by Nic DonovicTraumatic Brain Injuries (TBI) are referred to as the silent epidemic, since we cannot see it as we can see a broken limb or any other injury, for that matter. Its devastating impact is more easily revealed in numbers and statistics. Each year, an estimated 1.7 million people suffer some form of TBI. These brain injuries happen every 15 seconds. They impact the daily life of survivors, family, and friends. Even a minor TBI can lead to long term symptoms. The severity and precise location of the injury will determine symptoms and recovery.
Life after a brain injury is certainly different for everyone. Those with more serious injuries can also experience psychological symptoms like anxiety and depression. Survivors tend to focus on the skills they lost. It can be an overwhelming, confusing and emotional time. The brain is slow to heal, which only adds to the frustrating aspect of TBI’s. With time, there will come acceptance of the injury. This is important, since the person will no longer seek to fight the injury, but rather find ways to integrate it into their lives.
Back to “Normal”
There is no set scheme of events outside of the initial emergency room, hospitalization, and rehabilitation process. The first six months will show the most recovery. After that, skills may or may not be regained. This can be different for everyone. Daily routines may change. They may comprise of incorporating various cognitive exercises into their day, scheduling routine follow-up visits, or for more severe cases, it may require reinventing and reinterpreting themselves after the injury. Their families may have to accept them as something different.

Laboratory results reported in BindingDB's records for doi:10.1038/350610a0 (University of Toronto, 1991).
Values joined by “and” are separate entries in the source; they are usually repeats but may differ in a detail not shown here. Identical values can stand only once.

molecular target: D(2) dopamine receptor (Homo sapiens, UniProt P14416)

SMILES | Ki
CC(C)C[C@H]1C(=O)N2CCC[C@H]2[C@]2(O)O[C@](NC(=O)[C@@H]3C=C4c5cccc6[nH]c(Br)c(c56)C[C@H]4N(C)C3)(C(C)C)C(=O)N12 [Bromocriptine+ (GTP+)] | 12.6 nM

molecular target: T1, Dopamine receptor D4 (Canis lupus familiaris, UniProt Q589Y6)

Some may find that roles may shift after a brain injury. Brain injury survivors often have new personality traits, changes in behavior and physical limitations. Partners may not know right away what to expect from each other. Survivors must focus their energy on getting better and developing new skills. As a result, the assignment of responsibilities in the home must change. This means that everyone in the family is involved in learning new skills and taking on new jobs. This can be a stressful time for everyone. It is important to keep communication open and to be understanding of the situation.
After a TBI, once life may be drastically changed. In turn, there will also be a shift in priorities. Person’s that have suffered serious TBI’s tend to describe the experience as being ‘born again.’ This is not referred to in a religious sense, but rather as starting a new life after the injury. TBI’s can shift one’s perspective on life. What may have seemed very important before, can be superseded by other priorities. One brain injury survivor describes his injury in the following way: “Brain injuries tend to be very humbling,” Kohn says. “When you have a brain injury, people see you at your most vulnerable, and it can be physical, mental, spiritual or behavioral. It’s very humbling to have family, friends and healthcare workers knowing intimate details that you do not recall and most likely will not recall.”
Many are now helping to bring a voice to this silent epidemic. March now serves as Brain Injury Awareness Month, and there have been many initiatives to bring further awareness to this issue. To post your story, visit the Heads Up Facebook Page and join the national conversation on brain injury.